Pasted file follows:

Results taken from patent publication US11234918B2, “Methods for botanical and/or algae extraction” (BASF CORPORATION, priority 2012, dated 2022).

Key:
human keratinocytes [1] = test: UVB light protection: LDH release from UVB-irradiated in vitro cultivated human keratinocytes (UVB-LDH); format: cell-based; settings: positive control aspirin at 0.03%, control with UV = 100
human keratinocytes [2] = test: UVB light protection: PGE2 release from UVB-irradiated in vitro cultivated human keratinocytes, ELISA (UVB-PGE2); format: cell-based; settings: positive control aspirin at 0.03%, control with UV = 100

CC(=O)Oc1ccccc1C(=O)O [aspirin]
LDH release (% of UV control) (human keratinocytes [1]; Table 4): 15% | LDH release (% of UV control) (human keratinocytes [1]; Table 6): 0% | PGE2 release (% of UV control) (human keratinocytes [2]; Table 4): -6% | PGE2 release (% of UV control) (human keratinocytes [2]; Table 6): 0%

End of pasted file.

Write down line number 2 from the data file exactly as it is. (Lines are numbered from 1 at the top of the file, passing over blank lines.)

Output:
Key: